>
> What if, god forbid, it involves LETTERS!
>
> Don't laugh, there is a problem with kids trying to
> learn algebra and they can't do it by counting.
>
> Illustrating a solution requires that you know the
> solution. You can only know the solution if you can
> rationalize the solution. I said that the problem was
> a hard 5th grade problem, and it is,

It really is quite routine among the problems solved in 5th grade.

> because those
> problem sums are amongst the most challenging
> problems on the PSLE, which is taken at the end of
> 6th grade. And we are talking Singapore challenging,
> not U.S. challenging. Our six graders would faint and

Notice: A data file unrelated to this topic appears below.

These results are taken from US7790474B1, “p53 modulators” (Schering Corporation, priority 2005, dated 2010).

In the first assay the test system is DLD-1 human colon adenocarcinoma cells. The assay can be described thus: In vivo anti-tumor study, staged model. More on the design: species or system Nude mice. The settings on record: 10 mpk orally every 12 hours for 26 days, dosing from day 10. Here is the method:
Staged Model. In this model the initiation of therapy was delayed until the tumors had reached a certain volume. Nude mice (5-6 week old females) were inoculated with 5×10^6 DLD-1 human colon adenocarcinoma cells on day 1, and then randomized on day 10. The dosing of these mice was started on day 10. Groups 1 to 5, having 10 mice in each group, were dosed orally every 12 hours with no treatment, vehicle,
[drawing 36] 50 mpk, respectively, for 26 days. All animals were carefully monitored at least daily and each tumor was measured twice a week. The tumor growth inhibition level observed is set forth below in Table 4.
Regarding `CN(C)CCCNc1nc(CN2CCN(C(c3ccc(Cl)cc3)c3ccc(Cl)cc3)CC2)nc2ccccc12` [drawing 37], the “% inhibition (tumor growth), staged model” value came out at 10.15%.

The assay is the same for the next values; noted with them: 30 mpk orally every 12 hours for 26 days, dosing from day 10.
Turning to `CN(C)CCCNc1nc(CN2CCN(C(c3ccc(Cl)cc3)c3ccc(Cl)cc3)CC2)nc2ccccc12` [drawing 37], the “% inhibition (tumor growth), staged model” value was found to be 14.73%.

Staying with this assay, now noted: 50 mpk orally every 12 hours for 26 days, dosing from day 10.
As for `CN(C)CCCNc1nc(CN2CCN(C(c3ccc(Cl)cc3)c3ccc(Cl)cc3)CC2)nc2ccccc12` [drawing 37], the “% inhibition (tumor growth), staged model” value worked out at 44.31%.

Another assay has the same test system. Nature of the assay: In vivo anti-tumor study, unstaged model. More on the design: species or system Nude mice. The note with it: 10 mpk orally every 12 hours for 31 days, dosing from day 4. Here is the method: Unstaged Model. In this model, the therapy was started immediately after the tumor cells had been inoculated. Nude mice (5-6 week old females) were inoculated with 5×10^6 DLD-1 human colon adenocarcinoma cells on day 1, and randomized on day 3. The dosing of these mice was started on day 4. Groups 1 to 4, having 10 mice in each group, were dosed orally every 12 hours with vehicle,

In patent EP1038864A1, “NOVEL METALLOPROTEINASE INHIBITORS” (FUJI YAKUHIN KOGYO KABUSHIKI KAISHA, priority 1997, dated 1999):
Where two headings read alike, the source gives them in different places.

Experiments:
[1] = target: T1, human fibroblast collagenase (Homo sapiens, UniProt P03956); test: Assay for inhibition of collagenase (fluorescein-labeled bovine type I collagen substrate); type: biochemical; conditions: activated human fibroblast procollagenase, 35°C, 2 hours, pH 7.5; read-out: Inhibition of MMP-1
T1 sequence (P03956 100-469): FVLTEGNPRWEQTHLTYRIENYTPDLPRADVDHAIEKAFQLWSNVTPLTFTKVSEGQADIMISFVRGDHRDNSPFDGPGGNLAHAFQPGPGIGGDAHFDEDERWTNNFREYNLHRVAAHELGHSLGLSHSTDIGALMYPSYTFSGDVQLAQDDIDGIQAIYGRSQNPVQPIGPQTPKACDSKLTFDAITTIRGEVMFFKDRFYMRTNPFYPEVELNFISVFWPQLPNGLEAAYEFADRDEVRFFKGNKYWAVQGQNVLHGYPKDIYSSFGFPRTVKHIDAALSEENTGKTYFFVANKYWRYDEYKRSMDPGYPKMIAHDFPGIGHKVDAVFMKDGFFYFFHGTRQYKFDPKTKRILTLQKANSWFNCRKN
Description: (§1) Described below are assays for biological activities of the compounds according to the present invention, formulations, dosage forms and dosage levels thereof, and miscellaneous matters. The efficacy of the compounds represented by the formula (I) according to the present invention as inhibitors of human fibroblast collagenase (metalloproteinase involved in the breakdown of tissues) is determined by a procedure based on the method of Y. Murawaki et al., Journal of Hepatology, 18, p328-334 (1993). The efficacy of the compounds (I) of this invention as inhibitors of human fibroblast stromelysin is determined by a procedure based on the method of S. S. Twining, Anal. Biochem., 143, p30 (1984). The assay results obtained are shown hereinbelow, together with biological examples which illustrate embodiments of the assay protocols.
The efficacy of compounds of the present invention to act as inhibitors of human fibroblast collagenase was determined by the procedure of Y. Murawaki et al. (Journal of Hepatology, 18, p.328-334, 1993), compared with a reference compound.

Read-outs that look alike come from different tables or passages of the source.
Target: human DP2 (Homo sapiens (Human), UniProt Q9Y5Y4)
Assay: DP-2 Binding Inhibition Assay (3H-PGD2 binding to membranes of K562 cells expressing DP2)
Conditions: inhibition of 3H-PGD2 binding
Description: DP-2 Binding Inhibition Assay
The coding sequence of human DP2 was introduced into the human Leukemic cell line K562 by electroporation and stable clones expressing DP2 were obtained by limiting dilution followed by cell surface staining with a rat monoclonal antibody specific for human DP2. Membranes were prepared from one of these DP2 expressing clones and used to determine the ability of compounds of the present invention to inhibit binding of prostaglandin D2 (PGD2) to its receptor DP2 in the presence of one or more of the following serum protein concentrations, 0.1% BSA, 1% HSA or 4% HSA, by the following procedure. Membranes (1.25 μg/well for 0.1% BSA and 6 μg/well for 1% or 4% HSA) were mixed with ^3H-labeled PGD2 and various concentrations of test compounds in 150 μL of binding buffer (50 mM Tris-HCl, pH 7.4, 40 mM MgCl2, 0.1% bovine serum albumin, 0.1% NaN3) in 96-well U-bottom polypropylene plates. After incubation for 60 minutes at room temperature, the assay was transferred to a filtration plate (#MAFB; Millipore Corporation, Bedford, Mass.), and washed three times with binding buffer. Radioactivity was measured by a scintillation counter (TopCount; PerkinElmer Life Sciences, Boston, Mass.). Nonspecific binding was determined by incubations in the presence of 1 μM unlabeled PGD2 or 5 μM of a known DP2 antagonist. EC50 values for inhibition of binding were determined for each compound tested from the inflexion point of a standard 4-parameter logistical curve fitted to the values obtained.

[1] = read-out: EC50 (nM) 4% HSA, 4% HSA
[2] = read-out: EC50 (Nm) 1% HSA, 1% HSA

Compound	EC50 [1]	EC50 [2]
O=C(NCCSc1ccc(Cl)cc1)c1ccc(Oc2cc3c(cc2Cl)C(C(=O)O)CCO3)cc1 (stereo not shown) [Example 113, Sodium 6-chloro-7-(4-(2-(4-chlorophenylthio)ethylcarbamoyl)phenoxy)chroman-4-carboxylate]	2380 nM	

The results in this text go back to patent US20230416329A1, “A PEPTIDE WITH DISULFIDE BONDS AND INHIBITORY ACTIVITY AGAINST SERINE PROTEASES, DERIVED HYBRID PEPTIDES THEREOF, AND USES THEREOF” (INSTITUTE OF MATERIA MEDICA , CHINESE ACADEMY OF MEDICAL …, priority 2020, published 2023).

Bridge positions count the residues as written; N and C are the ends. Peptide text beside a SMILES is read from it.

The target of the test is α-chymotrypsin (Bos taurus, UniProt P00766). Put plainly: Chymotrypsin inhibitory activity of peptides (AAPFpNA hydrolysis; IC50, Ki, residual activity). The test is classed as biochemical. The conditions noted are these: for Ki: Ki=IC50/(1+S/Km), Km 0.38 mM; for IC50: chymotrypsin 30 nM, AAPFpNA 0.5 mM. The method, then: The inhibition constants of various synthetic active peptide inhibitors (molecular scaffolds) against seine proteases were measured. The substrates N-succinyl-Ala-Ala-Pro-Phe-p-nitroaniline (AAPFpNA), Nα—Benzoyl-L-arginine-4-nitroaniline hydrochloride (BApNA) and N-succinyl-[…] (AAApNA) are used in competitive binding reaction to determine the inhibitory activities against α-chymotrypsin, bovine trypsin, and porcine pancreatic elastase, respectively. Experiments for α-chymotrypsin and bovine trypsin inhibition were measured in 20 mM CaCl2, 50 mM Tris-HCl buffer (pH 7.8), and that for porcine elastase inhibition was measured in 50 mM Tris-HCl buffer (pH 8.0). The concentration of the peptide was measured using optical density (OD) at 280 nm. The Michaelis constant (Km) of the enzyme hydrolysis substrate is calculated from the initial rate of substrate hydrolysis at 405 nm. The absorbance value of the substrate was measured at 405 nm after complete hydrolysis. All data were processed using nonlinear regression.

> suffer PTSD if they had to take the PSLE. Pam said
> "Not really. Not if they know how to shade..." I say
> "No. If they know how to solve the problem they can
> illustrate the solution if they can shade, but
> shading won't enable them to solve the problem."
>
>

If you understood how bar diagrams develop throughout the curriculum, you would, well, understand that you indeed have it backwards.

> professional training?
>
> I use the "professional card" in place of the
> argument that if you actually teach students
> mathematics they will use it in some capacity in
> their professional lives. That we don't see even
> traces of gimmicks like this later on is just to make
> the point that this is not mathematics. But my real
> concern, the thing that hits me when I see a gimmick,
> is why? Why a gimmick? I don't even think the kids
> are looking for gimmicks. Nor the parents. Just
> because they don't know any better doesn't mean they